Therefore there is a divine and spiritual kama as well as a merely grossly emotional kama, with all the intermediate stages or steps. The spiritual field of kama is where reside our aspirations and yearnings upward. In its lower aspects it forms in man the Kama-rupa, or "body of desire," which is gradually built throughout a lifetime by means of our emotional and passional thoughts and impulses. Man shares kama with the beast kingdom, but in him the passional instincts are intensified by the power of imagination - the image-producing faculty. The lower energies of kama constitute the lower nature of man; uncontrolled by the Higher, it is instinctual, self-centered, and remains attached to the sensuous life; controlled by the Inner Self, it becomes a powerful force which can be directed towards constructive spiritual purposes. In its highest human aspect, kama manifests itself as unselfish devotion to spiritual ideals; in its lowest, when centered on the personal self, it degrades man below the beast. That which in the beast is simple and natural because of the absence of the awakened self-conscious Mind, is debasement in Man.

The Mind (Manas, the "thinker") is the center or organ of the Ego-consciousness in Man, his self-consciousness, and is the seat of the realization of "I am I." Intrinsically colorless as regards good or evil, it has the power of choice, exercised by the use of the Will. Its chief characteristic is Duality. Everyone of us is aware of an intermediate self-conscious personality which is being continuously pulled in opposite directions, and constantly oscillates between higher and lower forces or centers of attraction within ourselves. This everyday conflict is one of the outstanding facts in life. The problem of the Higher and Lower Manas is a very interesting one in Theosophy; it is probably the most vital one from the ethical standpoint. Manas is the link between the animal in man and the Inner God. When illumined by the light of the Spiritual Individuality above it, Manas is what might be termed the Higher Human Ego, the Spiritual Intellect, the seat or field of the Re-embodying Self. When under the controlling influence of the animal impulses in man, it is the lower personal self, the field of the lower brain-mentality. Manas is the battleground within each one of us, upon which our future is decided. It is the center of foresight, deliberate reasoning choice, judgment, association of ideas, and is the creative center of consciousness in Man - a part of the Cosmic Mind.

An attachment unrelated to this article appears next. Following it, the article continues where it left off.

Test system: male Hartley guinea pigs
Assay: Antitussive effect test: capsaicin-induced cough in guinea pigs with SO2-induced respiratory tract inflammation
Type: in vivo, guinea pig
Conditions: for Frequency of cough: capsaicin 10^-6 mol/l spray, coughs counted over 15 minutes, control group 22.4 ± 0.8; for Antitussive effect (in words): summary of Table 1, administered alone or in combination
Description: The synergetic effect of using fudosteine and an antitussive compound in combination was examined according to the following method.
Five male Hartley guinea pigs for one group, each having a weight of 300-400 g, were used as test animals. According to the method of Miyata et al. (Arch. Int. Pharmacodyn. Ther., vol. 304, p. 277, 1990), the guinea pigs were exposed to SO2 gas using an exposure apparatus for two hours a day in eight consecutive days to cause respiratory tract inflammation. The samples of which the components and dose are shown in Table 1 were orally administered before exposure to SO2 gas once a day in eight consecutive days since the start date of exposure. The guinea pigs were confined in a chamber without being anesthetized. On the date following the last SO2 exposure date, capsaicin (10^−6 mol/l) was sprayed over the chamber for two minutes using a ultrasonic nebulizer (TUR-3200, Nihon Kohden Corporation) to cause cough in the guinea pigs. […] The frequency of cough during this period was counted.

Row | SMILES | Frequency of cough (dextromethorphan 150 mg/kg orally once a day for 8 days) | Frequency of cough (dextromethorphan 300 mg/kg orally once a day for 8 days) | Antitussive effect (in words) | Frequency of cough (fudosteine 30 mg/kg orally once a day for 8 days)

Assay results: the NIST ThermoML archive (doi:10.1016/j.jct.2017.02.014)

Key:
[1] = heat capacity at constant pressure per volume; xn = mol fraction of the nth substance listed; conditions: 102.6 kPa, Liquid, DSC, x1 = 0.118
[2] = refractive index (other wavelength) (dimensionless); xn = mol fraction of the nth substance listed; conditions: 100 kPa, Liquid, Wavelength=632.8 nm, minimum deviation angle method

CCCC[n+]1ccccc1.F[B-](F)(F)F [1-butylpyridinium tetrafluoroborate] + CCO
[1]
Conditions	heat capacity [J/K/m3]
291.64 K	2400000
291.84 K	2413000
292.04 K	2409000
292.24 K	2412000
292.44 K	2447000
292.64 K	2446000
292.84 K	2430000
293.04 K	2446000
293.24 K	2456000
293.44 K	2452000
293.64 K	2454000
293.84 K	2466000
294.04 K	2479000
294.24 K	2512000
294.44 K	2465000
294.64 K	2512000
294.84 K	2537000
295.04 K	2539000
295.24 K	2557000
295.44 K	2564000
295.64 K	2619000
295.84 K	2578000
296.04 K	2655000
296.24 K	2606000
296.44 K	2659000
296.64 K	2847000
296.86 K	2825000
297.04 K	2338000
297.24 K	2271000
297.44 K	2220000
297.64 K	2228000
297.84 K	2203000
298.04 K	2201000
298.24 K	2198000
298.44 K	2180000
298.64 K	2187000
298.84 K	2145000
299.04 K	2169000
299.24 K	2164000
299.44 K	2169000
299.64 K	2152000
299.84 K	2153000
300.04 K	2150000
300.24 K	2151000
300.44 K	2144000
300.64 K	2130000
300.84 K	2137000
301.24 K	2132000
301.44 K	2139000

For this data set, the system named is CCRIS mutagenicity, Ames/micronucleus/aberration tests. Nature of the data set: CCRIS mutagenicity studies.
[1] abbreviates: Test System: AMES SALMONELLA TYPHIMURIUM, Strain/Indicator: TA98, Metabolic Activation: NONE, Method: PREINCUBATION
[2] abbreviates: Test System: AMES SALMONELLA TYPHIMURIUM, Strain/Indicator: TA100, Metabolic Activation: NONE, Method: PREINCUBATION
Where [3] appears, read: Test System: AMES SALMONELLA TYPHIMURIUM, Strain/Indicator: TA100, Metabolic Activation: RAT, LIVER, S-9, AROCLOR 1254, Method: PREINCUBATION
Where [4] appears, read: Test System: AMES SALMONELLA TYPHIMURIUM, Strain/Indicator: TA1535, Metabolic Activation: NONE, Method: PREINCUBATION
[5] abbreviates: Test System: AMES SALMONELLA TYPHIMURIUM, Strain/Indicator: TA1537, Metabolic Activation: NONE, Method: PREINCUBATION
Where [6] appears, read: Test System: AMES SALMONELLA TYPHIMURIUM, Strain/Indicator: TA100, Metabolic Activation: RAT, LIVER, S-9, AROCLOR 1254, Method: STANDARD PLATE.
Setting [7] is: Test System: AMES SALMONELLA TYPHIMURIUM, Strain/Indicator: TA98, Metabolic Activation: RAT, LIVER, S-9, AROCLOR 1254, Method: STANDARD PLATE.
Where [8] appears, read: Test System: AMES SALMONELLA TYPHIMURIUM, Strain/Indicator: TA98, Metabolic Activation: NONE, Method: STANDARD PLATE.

The highest two centers in Man might for the present be considered together. Atman is pure Cosmic Consciousness per se, the Divine-Spiritual or Universal Self in Man, the Universal Essence in which resides the knowledge or sentient consciousness of pure Selfhood (not to be confused with the Ego). It is the seat of the "I am" consciousness - sheer being. Buddhi is the field of the Spiritual Individuality; it is that center in Man which manifests itself as Intuition, Spiritual Vision and Discrimination, Wisdom, direct perception of Realities; it is the inseparable veil or garment of the Atman. Atman-Buddhi is the Inner God of every Man. The nature of these two seats of consciousness cannot easily be understood by [13] our finite mind; their influence is as a glorious radiance of spiritual illumination gradually penetrating the purified Manas. This state, when attained, transcends all the limitations of the everyday self, and makes of man a god incarnate in human form.
(To be continued.)


Waldo A. Perez